You might be concerned if you’ve noticed your dog dealing with congestion when they sleep. Is it something that you should worry about? Here’s what you need to know!
Dogs can sound congested when they sleep for a variety of reasons. The most common causes include being flat-faced, living with obesity or excess fat, having allergies, living with bad dental health, having growths or cysts in their airways, aging, and even sleeping position.
Some are more dangerous than others, so understanding what you’re dealing with is a good idea for your dog’s health!
Is it normal for dogs to sound congested?
Sometimes dogs can become congested temporarily due to having a cold. In these cases, it would be temporary, clearing up as the condition does. Rarely your dog can have something “foreign” stuck in their nasal passage, too. If you suspect this, get a good look to see if you can extract it!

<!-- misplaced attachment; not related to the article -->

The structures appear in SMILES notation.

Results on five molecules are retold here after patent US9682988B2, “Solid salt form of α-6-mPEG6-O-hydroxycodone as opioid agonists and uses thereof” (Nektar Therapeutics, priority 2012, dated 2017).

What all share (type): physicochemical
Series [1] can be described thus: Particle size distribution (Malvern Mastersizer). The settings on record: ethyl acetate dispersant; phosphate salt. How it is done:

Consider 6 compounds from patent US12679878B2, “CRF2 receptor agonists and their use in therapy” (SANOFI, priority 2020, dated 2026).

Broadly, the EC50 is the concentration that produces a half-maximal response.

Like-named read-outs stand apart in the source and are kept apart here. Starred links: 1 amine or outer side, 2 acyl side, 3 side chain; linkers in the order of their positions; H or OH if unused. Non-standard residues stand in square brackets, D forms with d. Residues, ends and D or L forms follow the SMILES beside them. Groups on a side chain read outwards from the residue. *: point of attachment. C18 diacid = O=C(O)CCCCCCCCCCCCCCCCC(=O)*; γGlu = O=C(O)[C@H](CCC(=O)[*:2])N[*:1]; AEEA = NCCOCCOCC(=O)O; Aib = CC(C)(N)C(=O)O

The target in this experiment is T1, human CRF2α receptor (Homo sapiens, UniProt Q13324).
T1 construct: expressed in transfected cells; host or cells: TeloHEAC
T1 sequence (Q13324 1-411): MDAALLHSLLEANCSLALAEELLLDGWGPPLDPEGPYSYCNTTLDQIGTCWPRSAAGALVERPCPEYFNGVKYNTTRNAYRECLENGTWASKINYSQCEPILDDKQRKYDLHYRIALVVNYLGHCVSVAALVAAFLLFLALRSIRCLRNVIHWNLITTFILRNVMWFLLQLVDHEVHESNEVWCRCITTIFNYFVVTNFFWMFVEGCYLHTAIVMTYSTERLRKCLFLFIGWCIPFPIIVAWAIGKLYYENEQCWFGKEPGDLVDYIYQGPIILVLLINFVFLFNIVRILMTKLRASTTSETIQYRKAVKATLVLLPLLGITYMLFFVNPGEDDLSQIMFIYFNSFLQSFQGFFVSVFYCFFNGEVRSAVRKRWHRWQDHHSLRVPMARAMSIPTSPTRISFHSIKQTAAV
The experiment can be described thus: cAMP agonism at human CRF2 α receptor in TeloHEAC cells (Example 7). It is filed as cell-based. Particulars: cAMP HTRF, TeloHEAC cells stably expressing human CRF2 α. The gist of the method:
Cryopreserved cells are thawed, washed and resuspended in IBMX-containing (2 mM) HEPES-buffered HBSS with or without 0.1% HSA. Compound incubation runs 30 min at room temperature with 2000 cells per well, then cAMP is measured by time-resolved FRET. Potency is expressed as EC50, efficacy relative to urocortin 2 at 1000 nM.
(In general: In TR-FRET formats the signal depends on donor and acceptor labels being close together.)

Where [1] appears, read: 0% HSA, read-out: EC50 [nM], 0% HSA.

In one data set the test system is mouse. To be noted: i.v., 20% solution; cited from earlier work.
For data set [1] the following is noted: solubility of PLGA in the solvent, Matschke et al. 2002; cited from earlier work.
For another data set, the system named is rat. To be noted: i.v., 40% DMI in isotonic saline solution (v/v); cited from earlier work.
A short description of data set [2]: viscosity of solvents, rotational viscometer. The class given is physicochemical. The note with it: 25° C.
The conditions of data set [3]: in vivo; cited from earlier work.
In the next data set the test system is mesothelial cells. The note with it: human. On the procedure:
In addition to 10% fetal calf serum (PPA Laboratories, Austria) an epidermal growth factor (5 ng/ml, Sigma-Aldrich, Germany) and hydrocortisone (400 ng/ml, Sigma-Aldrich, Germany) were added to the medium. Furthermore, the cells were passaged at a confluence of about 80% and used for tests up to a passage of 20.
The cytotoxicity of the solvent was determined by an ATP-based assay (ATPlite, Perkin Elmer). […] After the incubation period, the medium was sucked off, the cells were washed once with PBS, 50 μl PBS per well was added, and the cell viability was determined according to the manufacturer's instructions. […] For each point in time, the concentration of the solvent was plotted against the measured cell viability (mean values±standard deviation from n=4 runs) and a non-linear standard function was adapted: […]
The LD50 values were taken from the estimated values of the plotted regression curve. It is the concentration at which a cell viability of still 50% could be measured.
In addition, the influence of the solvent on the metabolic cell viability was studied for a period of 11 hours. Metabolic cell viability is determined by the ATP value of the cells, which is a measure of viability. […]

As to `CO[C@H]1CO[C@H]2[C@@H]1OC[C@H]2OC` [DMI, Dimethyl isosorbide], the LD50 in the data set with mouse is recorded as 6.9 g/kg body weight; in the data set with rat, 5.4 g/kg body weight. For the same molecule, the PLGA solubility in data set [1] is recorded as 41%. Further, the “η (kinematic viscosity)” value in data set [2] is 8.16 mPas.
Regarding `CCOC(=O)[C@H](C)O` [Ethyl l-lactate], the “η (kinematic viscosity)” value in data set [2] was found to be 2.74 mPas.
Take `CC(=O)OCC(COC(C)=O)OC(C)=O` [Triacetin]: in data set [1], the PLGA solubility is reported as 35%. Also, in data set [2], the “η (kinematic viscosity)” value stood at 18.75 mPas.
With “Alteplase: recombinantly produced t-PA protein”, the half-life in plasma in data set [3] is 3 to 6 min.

While it’s not normal for a dog to be congested while sleeping, it isn’t necessarily an emergency. This distinction will simply be understanding short-term congestion and long-term congestion.
Reasons for a dog to sound congested while sleeping
The most common reasons for dogs to sound congested while sleeping, as introduced above, include:
- Being flat-faced
- Being obese or overweight
- Living with allergies
- Having bad dental hygiene
- Having growths or cysts
- Sleeping position
Some dogs have flat faces, as most know. Those with flat faces will be more prone to snoring and general breathing issues simply because there just isn’t enough space!
Proper vet attention for respiratory issues is really important when you have a flat-faced dog since they can often spot a problem early on and help you to deal with it.
Being obese or overweight
While many people may not think about it this way, obesity and excess fat, particularly around the throat and head area, will put extra pressure on the airways and other parts of the respiratory system. This pressure can cause congestion and snoring when sleeping.
Living with allergies